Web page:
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Here Comes the Boo: How Halloween Can Go From Scary to Fun

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By Caroline Schafer

October is all about all things pumpkin and the spooky season. Halloween night, specifically, is full of costumes, candy, and trick-or-treaters, but it can quickly become an evening of terrifying things for young children. There are a lot of scary costumes and houses with very scary decorations, and parents may have a hard time shielding their young children from all the things outside of their control. So, what’s a parent to do to ensure that young children still have fun on Halloween? 

Family spoke with Army spouse, Rachel Hellesvig, about how she helps make this potentially scary holiday fun for her two daughters, Nora (7) and Grace (9). Hellesvig and her family are stationed at Fort Knox, Kentucky, and she and her husband love taking her daughters around their on-post neighborhood for an evening of child-friendly spooky fun, and she has some great advice on how to keep everyone happy on Halloween. 

How do you keep Halloween from getting too scary? 

We are huge Disney fans and love Halloween! We watch Halloween-themed Disney movies like The Nightmare Before Christmas, Halloweentown, and more! We also make sure to explain that the scary stuff isn’t real. When others are wearing masks and scary costumes, they are just playing dress-up. 

How do you prepare your children when you’re out trick-or-treating and you see a house with scary decorations? 

We try to gauge how scary the house will be. Some homes have just spooky decorative items, but others have music and someone jumping out at the trick-or-treaters. While this is fun for older kids and grown-ups, it can be frightening for a child. If we feel we need to, we will skip a house. However, we have found that if we say something a few moments ahead of time to the people at the home as we’re walking up that we are bringing little kids, they will stop doing the super scary stuff so the kids can get some candy. Generally, all we have to do is ask. Military families are pretty good about it.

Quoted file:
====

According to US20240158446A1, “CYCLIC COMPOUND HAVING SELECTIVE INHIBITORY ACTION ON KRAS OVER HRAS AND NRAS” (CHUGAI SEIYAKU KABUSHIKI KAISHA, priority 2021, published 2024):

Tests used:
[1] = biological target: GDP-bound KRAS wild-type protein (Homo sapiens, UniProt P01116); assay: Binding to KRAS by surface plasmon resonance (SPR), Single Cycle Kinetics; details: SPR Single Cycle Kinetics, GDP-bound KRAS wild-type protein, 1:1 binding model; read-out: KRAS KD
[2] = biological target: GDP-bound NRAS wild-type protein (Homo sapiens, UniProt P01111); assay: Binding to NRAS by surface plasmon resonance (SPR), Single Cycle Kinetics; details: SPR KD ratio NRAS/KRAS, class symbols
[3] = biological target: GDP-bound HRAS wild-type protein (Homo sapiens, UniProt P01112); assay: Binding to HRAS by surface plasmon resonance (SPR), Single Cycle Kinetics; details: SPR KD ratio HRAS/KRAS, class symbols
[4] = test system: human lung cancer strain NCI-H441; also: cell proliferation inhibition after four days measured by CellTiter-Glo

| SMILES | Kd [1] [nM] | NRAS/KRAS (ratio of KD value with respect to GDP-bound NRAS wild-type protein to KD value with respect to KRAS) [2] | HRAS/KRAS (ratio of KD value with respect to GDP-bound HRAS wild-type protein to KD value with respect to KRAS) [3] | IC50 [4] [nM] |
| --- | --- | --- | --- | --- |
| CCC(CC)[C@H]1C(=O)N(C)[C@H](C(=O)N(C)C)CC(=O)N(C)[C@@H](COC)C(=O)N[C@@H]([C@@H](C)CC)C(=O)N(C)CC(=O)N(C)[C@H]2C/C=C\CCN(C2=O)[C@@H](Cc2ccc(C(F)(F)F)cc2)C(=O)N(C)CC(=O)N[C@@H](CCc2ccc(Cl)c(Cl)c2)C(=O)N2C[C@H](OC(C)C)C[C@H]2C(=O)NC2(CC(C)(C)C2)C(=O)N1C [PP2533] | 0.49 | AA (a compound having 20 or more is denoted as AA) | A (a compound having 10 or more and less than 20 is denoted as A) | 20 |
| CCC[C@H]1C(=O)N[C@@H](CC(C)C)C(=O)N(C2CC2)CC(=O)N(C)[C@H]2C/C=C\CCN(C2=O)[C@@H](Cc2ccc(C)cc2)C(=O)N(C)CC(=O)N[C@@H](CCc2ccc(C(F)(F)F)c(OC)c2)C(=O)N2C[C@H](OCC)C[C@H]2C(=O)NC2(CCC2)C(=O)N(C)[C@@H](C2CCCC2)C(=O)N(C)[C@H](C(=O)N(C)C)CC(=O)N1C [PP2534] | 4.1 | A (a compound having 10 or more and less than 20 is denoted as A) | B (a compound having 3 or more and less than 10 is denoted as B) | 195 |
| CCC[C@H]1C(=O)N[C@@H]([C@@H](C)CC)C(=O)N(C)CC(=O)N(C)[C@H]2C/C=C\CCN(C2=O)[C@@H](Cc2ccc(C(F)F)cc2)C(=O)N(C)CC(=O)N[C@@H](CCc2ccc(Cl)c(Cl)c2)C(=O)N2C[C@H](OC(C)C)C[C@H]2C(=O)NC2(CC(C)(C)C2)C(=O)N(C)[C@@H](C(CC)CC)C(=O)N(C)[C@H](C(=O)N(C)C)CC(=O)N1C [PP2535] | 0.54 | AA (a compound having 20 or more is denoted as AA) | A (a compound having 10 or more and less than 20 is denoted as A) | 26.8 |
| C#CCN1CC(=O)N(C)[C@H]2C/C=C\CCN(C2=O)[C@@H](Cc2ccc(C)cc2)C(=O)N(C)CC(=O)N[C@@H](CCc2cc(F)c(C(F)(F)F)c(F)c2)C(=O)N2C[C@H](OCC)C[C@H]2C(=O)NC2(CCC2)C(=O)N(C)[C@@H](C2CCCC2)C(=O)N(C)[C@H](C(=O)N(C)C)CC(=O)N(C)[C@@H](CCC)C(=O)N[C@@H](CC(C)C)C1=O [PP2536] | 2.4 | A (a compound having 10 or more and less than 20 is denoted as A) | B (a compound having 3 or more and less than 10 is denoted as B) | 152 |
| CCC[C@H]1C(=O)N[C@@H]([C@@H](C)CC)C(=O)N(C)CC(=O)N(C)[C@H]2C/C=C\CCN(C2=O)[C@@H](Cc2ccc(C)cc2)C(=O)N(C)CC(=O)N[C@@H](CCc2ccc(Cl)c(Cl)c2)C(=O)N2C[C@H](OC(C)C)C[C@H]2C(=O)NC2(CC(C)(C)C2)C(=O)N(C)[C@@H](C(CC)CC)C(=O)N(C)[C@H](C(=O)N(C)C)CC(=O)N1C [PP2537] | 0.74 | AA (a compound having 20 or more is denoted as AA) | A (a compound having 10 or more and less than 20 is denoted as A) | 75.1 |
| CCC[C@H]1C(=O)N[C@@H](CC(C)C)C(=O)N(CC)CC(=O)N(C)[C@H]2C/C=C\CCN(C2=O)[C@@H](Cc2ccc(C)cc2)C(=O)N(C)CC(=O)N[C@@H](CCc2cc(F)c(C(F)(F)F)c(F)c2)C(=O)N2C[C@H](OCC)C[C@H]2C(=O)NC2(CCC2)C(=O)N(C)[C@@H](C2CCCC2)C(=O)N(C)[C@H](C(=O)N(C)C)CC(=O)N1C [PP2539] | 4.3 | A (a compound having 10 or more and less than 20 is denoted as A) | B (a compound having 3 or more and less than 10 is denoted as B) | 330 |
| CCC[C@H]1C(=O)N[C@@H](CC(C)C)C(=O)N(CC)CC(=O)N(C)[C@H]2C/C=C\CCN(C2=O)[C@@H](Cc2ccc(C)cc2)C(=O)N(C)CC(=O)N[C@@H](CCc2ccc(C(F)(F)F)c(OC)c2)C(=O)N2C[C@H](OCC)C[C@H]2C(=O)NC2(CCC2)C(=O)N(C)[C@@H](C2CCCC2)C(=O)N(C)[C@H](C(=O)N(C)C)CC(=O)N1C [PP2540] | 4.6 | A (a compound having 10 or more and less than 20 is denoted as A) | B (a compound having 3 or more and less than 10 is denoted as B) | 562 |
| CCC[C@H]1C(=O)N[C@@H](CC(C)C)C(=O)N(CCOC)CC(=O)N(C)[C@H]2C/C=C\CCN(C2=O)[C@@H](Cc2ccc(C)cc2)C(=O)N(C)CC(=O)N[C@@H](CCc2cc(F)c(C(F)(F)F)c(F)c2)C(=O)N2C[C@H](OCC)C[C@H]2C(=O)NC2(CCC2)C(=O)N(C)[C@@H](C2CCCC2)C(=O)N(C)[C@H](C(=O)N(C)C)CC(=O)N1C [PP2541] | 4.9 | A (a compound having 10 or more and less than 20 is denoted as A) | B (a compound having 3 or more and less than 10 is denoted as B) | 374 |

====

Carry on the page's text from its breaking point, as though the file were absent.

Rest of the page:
Do you have any other advice to help parents heading into this Halloween season? 

Kids naturally want to have fun, so sometimes just keeping things (even if they seem scary) fun and not serious helps. They tend to respond to our reactions, and if we show that it’s not real and is meant just to pretend, they will see that as well. Also, knowing the level of make-believe scary stuff your kid can handle is important. Some kids aren’t afraid of anything, and others are afraid of their shadows. Halloween doesn’t have to be scary, and if you have a kid who gets scared easily, don’t force them to do things they don’t want to do. That will take the fun out of the evening and out of the memories you are trying to create. 

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